Wednesday, November 02, 2005


For a place that's not supposed to have any people New Orleans sure has a lot of cars. I-10 and its offshoot I-610 were jammed as we left the city tonight. They wanted things to get back to normal. At least rush hour traffic has.

(And that was before the accident outside the city that stopped us dead for at least an hour.)

We actually got something done today. Hooray! We shot one story and then shot another interview that might stretch into two more. They won't be great but, as I was reminded today, "these aren't news; they're information." Meaning that they're not really stories. But it's the first time since Saturday that I don't feel guilty for not doing enough to earn the money I'm making here.

We spent some significant time in New Orleans for the first time. Parts, including the French Quarter look undamaged. Others are totally dead. Block after block of abandoned homes with lines marking how high the water reached. Streets empty of people but full of trash.

Driving is difficult because so many of the traffic lights are still out. Stop signs regulate major intersections and I don't know how many of them I simply blew through because you don't expect to see stop signs on such big streets.

We went drove through the heavily damaged Ninth Ward on the way to our first story. There are still road blocks to keep people out of certain parts of town. I don't know if looting is still a concern but our ID badges got us through.

Stevedores at St. Bernard Port don't have to worry about passing checkpoints. They live on board a merchant marine ship and walk to work. The port shut down after the storm and could not reopen when it was ready because all the workers had been flooded out of their homes. They had found temporary housing but it was nowhere close to New Orleans.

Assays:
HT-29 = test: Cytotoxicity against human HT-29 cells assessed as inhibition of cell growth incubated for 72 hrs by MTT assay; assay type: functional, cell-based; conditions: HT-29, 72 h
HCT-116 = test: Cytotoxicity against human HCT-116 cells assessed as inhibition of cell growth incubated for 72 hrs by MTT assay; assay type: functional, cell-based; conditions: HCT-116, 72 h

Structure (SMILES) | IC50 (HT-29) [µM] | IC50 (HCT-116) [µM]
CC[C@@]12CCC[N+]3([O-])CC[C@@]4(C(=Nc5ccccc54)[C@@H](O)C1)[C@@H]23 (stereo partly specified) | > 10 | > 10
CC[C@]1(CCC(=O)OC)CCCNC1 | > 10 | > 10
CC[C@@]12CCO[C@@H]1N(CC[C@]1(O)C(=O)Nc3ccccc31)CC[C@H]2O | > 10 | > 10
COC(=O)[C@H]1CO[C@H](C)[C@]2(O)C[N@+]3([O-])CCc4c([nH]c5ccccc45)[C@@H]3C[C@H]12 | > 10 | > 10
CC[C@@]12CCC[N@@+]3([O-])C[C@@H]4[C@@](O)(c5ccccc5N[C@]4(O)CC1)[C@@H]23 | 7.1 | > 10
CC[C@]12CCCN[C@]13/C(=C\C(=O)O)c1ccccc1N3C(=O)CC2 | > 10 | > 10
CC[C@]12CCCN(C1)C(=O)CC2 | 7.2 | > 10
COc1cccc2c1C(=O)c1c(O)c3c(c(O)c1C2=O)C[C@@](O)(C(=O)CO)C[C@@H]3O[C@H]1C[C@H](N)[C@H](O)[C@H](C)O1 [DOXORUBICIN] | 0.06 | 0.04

That's where the MV Cape Vincent comes in. Based in Beaumont, Texas, it usually serves as a transport vessel carting military vehicles around the world. Now it's docked at St. Bernard Port and its cargo is not tanks or humvees. It's 18 travel trailers hosting about 75 dock workers. The ship was modified to add extra plumbing and ameneties such as washers and dryers. The workers live aboard the ship when they're not working.

"Where is your home?" I asked one we saw as he went to do a load of laundry.

"You mean where WAS my home?" he said. He had lived in the Ninth Ward. Home destroyed. Same with his roommate (trailermate?) from Chalmette. Nothing left. They didn't seem thrilled with their situation. They didn't sound ungrateful as much as they seemed shellshocked. Neither knows what he's going to do. "I take it day by day," the guy from Chalmette said. How can you figure out what's to do next when you haven't processed what happened last?

We also shot an interview with a guy from the EPA about how it's sending crews around the city to collect whatever hazardous home waste (more than a million pounds so far) they find. We might stretch that into two stories. Remember, it's not supposed to be interesting; it's supposed to be informational. And in large quantities.

Kind of like what you're reading right now.

Racing against the setting sun, we went back to the Ninth Ward to shoot more video there. A woman came across the street and introduced herself. "I'm Mrs. Kador," she said. "And I just wanted to come over and say hello." She had come from a bright blue building with murals painted on it. Her late husband wrote a song called "Mother-In-Law," she said. My father often sings the chorus and I mimicked my father's rendition and asked her if that was it. "Yes it is," she said, flashing a good toothed smile.

Dad laughed when I called to tell him about it. I should have taken her picture.

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